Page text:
San Mateo Daily Journal has a very informative & interesting Op-Ed in today’s paper regarding State Assemblymember Kevin Mullin written by Sue Lempert. It was so good we are sharing her perspective here.
Kevin Mullin, San Mateo County’s brand new assemblyman, is a lucky man. He was the only Democrat not to face an opponent in the primary. Anyone who thought of challenging him thought better of it and ended up supporting him. He arrived in Sacramento just as voters approved a change in term limits. Instead of a limit of six years in the Assembly, he could now serve 16 if he decided to forgo a race for the state Senate. And he immediately was tapped for a leadership position, third in line to the Speaker.
But it isn’t just luck. As the Yale football coach once said, a good team makes its breaks. Mullin arrived in Sacramento as probably the most seasoned freshman, wise to the ways of the state Capitol. He is the son of former assemblyman Gene Mullin and managed his father’s campaigns. Mullin also worked for former assemblyman Johann Klehs and former assemblywoman Jackie Speier, now congresswoman. Mullin was not overwhelmed as a newcomer. He had a pretty good idea of what to expect.
As assistant speaker pro tem, Mullin gets to preside over the Assembly if Speaker John Perez is absent or if Speaker pro tem Nora Campos, D-San Jose, is unavailable. But he’s also part of the leadership team. He has important committee assignments including budget, local government, revenue and taxation. He is already a major player since he first took office in December.
Is there any chance Mullin could end up as speaker? Since Willie Brown held the post from December 1980-June 1995, most of the speakers of the Assembly have been Latino men from Southern California. They included Cruz Bustamante (’96-’98); Antonio Villaraigosa (’98-2000); Fabian Nunez (2004-07); John Perez (2010-present.) Meanwhile, the presidents pro tem of the state Senate have been white men from Northern California — Bill Lockyer (East Bay), John Burton (San Francisco), Don Perata (East Bay) and Darrell Steinberg (Sacramento). Historically, the odds aren’t good. But things could change now that new term limits have allowed officials to stay in one legislative house longer. Whatever happens, Mullin will certainly be in the running. The key is who will be the new speaker when John Perez is termed out and who will follow Steinberg in the state Senate (The new limits only apply to the newly elected members of the Legislature).
As a former mayor and councilman in South San Francisco, Mullin is aware of how the loss of redevelopment funds is hurting cities. He hopes to do something to ease the pain. He’s introduced a bill to lower taxes for in-state manufacturing and to allow about-to-become-18-year-olds to vote in the primary. But not everything is a bed of roses. He is getting pushback on his bill to make public pension systems more competitive when they’re buying and selling real estate. Opponents object to limiting public disclosure. There will be other legislation he will champion. But right now, Mullin’s main focus is on leadership.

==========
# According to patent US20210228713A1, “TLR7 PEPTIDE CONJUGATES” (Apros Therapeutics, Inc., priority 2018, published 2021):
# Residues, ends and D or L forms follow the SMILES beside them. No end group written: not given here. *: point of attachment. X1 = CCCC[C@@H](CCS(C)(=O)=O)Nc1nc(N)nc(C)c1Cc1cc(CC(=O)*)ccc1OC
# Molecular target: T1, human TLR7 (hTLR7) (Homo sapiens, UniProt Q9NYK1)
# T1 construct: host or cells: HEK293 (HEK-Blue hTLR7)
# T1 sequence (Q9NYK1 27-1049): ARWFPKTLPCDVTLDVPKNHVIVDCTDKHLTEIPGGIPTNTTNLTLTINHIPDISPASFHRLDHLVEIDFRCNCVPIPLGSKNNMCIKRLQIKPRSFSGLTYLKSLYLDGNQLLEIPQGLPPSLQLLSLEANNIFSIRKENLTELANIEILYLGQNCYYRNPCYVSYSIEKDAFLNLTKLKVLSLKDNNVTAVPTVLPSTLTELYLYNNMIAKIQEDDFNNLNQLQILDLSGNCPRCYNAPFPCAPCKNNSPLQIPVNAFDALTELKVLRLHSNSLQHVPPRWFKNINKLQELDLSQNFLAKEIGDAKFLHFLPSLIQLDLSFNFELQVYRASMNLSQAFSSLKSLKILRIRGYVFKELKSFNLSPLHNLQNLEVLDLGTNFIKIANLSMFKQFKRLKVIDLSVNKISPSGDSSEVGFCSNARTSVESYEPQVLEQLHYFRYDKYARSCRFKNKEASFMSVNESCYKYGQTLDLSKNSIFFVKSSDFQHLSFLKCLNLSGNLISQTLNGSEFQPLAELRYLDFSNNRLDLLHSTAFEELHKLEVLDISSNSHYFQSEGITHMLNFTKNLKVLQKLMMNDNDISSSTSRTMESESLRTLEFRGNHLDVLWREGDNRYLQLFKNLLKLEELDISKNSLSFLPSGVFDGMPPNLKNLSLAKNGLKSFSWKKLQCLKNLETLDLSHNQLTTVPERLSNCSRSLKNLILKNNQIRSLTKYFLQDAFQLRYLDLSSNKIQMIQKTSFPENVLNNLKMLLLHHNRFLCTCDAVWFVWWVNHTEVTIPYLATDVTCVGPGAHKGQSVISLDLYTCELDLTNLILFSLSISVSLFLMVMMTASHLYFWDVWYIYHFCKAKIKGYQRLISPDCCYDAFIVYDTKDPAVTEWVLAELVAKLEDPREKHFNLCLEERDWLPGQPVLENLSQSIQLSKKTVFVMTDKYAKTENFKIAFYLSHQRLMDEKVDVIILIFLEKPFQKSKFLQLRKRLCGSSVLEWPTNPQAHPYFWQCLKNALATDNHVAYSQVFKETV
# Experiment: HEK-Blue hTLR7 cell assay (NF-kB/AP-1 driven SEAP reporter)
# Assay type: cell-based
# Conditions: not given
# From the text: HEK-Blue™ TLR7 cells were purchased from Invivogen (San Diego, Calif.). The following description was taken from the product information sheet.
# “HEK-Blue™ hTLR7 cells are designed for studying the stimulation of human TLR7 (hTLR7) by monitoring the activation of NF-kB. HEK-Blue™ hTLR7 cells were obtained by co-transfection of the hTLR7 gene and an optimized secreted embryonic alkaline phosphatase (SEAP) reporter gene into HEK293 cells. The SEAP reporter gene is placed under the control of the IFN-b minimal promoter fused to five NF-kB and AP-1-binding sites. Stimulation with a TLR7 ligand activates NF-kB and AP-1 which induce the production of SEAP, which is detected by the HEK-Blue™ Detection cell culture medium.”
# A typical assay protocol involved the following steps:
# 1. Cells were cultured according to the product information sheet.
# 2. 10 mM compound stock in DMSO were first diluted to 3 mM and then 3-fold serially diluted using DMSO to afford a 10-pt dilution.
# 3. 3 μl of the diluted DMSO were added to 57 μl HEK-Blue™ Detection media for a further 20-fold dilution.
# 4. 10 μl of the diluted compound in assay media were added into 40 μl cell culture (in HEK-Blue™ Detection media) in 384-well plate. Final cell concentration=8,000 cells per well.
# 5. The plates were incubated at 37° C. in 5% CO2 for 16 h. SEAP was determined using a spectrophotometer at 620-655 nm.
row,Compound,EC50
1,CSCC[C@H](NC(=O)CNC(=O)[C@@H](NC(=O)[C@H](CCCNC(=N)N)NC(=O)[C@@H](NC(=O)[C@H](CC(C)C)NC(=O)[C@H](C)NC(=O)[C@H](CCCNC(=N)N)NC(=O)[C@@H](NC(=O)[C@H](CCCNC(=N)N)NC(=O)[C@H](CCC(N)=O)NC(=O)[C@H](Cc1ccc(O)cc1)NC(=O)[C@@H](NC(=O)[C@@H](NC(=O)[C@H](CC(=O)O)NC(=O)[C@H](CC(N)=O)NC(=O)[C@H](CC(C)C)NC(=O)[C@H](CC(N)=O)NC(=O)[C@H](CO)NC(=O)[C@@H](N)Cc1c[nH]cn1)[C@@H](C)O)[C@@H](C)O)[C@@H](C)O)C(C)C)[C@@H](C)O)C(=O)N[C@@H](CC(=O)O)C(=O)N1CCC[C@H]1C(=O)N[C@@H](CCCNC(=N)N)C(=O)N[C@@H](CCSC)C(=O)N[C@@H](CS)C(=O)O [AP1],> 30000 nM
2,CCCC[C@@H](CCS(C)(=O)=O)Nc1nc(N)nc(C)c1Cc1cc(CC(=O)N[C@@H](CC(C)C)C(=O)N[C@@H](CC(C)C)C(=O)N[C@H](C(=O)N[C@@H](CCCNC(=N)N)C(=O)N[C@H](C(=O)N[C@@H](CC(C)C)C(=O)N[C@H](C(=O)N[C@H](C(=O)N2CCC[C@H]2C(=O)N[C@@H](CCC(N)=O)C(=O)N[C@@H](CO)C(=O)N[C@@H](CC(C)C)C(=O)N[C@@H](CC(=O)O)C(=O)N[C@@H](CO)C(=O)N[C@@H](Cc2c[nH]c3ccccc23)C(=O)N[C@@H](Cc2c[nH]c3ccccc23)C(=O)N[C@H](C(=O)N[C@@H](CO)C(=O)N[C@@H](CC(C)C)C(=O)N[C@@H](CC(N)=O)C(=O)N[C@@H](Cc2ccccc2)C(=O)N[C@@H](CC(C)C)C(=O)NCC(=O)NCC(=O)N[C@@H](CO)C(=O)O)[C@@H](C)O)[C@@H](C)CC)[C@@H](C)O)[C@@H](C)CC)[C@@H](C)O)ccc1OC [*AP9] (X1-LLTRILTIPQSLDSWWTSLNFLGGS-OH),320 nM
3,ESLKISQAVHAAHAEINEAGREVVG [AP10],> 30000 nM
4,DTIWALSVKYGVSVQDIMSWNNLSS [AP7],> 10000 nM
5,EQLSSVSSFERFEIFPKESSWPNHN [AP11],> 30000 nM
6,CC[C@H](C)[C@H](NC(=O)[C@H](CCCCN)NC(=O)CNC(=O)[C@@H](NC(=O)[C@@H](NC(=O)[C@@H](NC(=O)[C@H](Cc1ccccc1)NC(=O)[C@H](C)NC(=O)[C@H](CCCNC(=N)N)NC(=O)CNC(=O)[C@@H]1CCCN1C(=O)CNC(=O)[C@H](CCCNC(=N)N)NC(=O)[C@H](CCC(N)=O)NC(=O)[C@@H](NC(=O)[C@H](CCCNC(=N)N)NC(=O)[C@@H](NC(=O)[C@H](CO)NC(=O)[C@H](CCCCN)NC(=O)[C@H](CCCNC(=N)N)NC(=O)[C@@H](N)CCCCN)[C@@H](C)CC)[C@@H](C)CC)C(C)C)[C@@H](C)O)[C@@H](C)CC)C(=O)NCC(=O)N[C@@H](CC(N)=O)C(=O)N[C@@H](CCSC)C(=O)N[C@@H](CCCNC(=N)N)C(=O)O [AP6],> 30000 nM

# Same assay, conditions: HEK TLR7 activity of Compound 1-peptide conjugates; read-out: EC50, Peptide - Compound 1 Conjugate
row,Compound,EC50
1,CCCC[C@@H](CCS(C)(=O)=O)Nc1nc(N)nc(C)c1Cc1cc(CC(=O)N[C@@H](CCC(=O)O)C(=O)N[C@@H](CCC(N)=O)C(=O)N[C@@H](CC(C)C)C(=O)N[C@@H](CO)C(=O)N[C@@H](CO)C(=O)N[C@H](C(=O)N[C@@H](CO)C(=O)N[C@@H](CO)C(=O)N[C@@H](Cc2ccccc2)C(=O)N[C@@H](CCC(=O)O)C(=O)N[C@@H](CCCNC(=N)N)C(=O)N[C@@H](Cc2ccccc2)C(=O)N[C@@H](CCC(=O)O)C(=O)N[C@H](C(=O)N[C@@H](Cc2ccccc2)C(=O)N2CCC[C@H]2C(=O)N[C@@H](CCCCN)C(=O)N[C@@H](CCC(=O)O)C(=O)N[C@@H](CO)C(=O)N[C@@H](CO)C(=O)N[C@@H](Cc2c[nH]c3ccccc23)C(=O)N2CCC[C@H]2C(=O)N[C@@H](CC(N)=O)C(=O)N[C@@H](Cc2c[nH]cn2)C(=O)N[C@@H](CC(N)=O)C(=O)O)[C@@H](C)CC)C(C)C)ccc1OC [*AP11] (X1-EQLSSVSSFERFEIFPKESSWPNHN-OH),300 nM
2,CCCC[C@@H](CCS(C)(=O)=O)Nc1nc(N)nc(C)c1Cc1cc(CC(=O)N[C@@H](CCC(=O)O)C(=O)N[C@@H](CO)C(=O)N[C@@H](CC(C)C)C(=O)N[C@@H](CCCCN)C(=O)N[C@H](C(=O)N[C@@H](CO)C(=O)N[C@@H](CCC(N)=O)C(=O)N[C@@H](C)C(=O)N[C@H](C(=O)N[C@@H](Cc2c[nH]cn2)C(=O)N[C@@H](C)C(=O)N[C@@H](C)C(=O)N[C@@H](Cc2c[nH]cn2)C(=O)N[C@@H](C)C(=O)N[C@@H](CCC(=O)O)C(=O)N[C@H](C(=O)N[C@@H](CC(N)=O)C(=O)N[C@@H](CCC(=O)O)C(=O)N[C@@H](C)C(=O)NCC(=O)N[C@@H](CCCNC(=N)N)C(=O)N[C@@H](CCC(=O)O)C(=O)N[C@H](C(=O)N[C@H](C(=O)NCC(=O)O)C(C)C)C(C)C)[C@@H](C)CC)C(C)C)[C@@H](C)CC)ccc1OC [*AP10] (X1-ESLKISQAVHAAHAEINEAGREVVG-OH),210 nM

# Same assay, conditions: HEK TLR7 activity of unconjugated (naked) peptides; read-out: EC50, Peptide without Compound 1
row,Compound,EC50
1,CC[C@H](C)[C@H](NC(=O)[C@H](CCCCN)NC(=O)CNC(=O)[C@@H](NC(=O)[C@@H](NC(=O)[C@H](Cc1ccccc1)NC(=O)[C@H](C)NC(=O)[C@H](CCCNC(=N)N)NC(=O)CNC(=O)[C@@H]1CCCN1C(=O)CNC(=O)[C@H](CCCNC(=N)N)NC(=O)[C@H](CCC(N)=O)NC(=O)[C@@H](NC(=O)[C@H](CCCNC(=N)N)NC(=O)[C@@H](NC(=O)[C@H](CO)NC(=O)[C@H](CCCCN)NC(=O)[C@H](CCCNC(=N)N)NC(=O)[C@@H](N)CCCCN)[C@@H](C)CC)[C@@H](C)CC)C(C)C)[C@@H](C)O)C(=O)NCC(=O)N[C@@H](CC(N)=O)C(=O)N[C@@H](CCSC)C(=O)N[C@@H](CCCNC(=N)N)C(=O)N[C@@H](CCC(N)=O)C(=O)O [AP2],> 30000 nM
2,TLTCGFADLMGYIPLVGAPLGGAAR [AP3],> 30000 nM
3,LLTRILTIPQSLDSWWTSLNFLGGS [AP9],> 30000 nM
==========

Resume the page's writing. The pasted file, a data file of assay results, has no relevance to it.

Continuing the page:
His district office at 1528 El Camino Real in San Mateo is the former office of both Jerry Hill and dad Gene Mullin when they were in the Assembly. Now state Sen. Jerry Hill is just down the hall. Mullin has found an apartment in Sacramento across the street from the Capitol. He spends Monday-Wednesday nights there and then comes home to wife Jessica who has her own busy career as Peninsula director of the League of California Cities.
While the county is pursuing a whistleblower program, Burlingame Councilwoman Terry Nagel is following up on concerns about local government embezzlement presented at a Council of Cities meeting she organized in October. Panelists Joan Cassman of Hansen Bridgett, San Mateo County Controller Bob Adler and San Mateo County Treasurer/Tax Collector Sandie Arnott have complied a list of financial safeguard questions for board members and councilmembers to ask. These include: Do any employees handle cash, stamps or checks? How many employees have credit cards? What protections are in place to protect against their misuse? What background checks are required before people are hired to supervise or manage finances or investments? Are all employees required to get anti-fraud training? Are budgets compared on a regular basis to actual results to detect significant variances? The days of pilfering library fines, using credit cards for personal pleasure or falsifying contracts may be dwindling. Embezzlers, beware!
A special report in a recent edition of Time magazine, “Why Medical Bills Are Killing Us” is a must read. The fact-packed article may surprise you. Medicare is not the problem, but perhaps the cure. And nonprofit hospitals are nonprofit in name only.
Sue Lempert is the former mayor of San Mateo. Her column runs every Monday. She can be reached at email@example.com.